Most childhood plays of the Christmas story show a young Mary and Joseph wandering from house to house in Bethlehem, knocking on doors only to be met with a head shaking "no" no the other side. While there is conjecture as to whether they were turned away from an inn or simply couldn't fit in the main living quarters, the story is clearly that Mary gave birth in the town of Bethlehem.
But how certain are we that Bethlehem would truly be the location? Is it more likely Jesus was born in Nazareth and Bethlehem became a later invention? Like all historical facts, nothing is impossible but why would someone believe that Bethlehem wasn't the birthplace of Christ? The Gospel accounts of Matthew and Luke are both sources close to the time they record (within one generation), and they had direct access to Jesus's brothers and Jesus's mother. They could ask them directly, which Luke states he did (Luke 1:2).
Further, there are no competing accounts of Jesus's birthplace in any historical record. In fact, as Paul L. Maier notes, even Christian artwork depicting the Nativity shows a wide array of different scenarios that reflect the culture of the artist's day, but everyone seems to agree on some kind of stable or grotto or cave where the animals were kept, just as Luke reports.
The Church of the Nativity Adds EvidenceInterestingly, Maier also believes the Church of the Nativity that thousands of pilgrims visit every year offers good evidence for Bethlehem as the location of Jesus's birth. While the ostentatiousness of its current ornamentation may be off-putting to Western Protestants today, Maier explains that one must look past the modern adornments to the historical tradition of the location itself:
Did it all really happen here—at this spot? Though final proof is necessarily lacking, the surprising answer lurks closer to probably than possibly.
Where there is no direct archaeological evidence—and there could be none in the case of the birth of Jesus—nothing is more important in establishing the authenticity of an ancient site than antiquity: the place must have been regarded as such from earliest times. If the Church of the Nativity had been built here in 600 A.D., for example, its claims to mark the authentic site of the birth of Jesus would be almost worthless. But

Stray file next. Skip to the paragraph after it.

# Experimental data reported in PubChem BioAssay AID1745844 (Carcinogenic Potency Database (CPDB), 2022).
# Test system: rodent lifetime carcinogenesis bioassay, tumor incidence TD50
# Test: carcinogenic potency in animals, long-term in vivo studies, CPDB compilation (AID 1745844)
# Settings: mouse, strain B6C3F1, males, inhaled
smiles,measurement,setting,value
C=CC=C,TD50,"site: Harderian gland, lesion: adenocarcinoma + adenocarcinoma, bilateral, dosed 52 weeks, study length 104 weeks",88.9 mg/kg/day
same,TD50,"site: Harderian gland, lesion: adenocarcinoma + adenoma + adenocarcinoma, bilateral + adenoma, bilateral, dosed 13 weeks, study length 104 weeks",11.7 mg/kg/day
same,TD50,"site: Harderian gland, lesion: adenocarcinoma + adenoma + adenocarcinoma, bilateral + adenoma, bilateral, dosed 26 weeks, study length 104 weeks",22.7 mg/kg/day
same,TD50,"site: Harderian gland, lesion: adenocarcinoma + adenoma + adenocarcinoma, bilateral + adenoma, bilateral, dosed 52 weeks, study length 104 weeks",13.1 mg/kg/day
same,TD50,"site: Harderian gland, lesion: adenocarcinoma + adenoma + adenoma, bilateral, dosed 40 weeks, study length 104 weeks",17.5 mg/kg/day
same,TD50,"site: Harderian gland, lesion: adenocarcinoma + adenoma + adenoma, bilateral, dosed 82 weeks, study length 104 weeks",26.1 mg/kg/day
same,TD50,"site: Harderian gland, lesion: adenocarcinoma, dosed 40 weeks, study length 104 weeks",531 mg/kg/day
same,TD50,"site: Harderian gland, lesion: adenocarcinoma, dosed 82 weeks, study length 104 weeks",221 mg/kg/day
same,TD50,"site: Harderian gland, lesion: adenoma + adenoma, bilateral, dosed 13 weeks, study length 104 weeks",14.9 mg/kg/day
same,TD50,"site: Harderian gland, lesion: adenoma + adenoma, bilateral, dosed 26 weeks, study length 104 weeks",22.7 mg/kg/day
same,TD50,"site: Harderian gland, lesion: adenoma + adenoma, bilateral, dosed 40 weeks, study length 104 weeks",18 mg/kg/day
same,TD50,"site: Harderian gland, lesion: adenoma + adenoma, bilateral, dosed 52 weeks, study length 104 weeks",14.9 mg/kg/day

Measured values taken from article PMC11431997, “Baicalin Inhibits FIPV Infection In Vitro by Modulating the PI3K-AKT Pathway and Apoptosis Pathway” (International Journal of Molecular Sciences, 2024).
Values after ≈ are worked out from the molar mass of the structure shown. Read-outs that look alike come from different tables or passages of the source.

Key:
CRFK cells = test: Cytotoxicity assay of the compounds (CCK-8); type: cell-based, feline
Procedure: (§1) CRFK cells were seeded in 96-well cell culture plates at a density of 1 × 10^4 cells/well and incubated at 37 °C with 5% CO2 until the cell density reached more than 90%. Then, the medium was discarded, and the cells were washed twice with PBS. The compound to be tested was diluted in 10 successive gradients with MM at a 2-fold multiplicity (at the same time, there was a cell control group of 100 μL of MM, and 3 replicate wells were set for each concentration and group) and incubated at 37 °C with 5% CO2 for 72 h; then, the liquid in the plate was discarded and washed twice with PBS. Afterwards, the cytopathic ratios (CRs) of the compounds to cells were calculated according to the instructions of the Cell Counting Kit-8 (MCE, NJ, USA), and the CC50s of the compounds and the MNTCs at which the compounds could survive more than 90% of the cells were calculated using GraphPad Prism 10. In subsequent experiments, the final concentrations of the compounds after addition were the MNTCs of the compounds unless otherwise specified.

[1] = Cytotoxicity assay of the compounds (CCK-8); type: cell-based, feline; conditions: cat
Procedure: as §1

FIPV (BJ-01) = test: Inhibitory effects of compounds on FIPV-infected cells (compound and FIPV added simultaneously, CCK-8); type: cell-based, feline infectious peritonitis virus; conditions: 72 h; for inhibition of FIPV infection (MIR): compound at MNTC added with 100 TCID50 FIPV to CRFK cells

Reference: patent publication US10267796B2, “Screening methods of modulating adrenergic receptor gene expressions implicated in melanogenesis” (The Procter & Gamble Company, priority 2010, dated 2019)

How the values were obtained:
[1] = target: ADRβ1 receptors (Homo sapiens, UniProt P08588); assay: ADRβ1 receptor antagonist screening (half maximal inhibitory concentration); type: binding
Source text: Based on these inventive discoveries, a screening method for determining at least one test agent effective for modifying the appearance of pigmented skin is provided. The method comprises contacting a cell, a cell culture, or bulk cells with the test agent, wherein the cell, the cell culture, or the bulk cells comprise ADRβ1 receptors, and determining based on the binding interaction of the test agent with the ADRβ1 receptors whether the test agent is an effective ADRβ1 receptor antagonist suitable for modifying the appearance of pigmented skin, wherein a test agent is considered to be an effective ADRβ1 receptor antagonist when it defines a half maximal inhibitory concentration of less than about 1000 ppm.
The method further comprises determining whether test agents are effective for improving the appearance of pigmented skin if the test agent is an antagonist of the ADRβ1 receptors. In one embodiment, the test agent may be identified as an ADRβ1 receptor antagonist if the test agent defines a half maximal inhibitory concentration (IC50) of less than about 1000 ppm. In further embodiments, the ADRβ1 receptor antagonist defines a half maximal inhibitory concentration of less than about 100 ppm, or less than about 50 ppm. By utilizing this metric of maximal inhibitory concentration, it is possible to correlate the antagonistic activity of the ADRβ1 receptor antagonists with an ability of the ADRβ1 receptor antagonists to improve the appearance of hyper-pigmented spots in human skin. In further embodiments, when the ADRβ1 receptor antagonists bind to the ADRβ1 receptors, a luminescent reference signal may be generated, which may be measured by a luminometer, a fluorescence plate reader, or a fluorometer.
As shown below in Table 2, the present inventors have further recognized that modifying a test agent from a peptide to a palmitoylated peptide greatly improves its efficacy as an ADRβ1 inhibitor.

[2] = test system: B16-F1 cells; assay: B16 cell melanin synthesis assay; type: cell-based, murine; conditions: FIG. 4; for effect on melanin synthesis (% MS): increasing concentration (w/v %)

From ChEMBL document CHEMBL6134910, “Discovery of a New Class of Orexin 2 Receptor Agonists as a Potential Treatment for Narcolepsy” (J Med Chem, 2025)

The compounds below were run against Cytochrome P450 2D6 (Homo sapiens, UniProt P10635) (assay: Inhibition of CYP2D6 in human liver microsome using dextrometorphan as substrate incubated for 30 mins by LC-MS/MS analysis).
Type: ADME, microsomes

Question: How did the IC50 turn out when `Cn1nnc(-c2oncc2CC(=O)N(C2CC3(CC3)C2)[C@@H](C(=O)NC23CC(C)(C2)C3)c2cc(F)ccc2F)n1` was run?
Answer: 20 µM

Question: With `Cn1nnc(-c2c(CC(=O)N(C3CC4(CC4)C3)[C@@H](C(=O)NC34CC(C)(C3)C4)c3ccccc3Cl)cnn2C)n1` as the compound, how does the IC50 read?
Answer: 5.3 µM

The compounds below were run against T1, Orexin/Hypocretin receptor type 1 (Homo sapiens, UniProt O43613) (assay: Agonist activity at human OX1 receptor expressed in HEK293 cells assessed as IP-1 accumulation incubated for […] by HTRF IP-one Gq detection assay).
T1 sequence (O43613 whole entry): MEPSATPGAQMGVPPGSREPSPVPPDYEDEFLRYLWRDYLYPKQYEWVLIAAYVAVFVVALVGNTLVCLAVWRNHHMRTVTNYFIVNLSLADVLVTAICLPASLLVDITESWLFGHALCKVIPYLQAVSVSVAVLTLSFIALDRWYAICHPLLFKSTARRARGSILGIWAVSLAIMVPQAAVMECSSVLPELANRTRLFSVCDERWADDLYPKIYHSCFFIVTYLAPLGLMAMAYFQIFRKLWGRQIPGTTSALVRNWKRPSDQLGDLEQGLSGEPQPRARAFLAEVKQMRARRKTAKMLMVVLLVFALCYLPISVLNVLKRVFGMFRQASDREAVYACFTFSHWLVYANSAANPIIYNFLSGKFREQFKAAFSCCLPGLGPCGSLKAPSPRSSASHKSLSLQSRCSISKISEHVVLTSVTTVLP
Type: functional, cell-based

Constantine the Great, the first Christian emperor of Rome, erected the original Church of the Nativity at this place in 326 A.D., over the very grotto that had been identified as the true site by the early church father Origen and, before him, Justin Martyr, writing in 150 A.D. Justin stated that Jesus was born in a cave that was used as a stable-not the typical stone or wooden stable so familiar in Christmas art. Earlier still, in the 130's the pagan Roman emperor Hadrian tried to desecrate the Jewish and Christian holy places in Palestine, but, ironically, thereby preserved identity!
After he had put down an insurrection by the Jewish nationalist and would-be Messiah, Bar-Kokhba, in 135 A.D., Hadrian expelled the Jews Jerusalem and paganized all known holy places of Jews and Christians, erecting a temple to Venus at the site of the Holy Sepulcher in Jerusalem and a grove dedicated to Adonis over the Grotto of the Nativity in Bethlehem.
After visiting the latter in the early 200s, Origen later wrote: "In Bethlehem the grotto was shown where Jesus was born .... What was shown to me is familiar to everyone in the area. The heathen themselves tell anyone willing to listen that in the said grotto a certain Jesus was born whom the Christians revere" (Contra Celsum, i, 51).1
What Other Accounts Count?For the Bethlehem location to have been venerated in such a noticeable way that Hadrian would intentionally destroy them in 135 means it had been recognized as such for years or even decades prior. That puts the Bethlehem grotto, like the location of Jesus's crucifixion at what is now known as the Church of the Holy Sepulchre, on very good historical grounds. While the tomb is much more likely to be specifically known by the disciples than his birthplace, there is still both archaeological and written support for these locations.
Give the tradition of Jesus's birthplace goes back to the early second century in respect to the grotto, and back to the first century in the Gospel accounts, holding that Jesus was born in Bethlehem as opposed to elsewhere is the most reasonable belief. Dr. Maier concludes similarly, noting "Some critics doubt that Jesus was born in Bethlehem and argue instead for Nazareth or elsewhere. Such opinions, however, are based only on scholarly conjecture, and no source has been discovered to date that disproves Jesus' birth in Bethlehem."2
Maier's point is interesting and one that happens often with those who wish to dismiss the accounts as given in the ancient sources. They offer a competing conjecture, but without a shred of evidence. Just as those who try to deny Jesus was buried in a tomb have no historical evidence for their claim, neither do those who doubt Jesus's birth at Bethlehem. It's all a lot of hand-waiving by people who wish to deny the fact that Jesus fulfilled the prophecy of Michah 5:2. But history argues against them.
2. Maier, 1991. 32.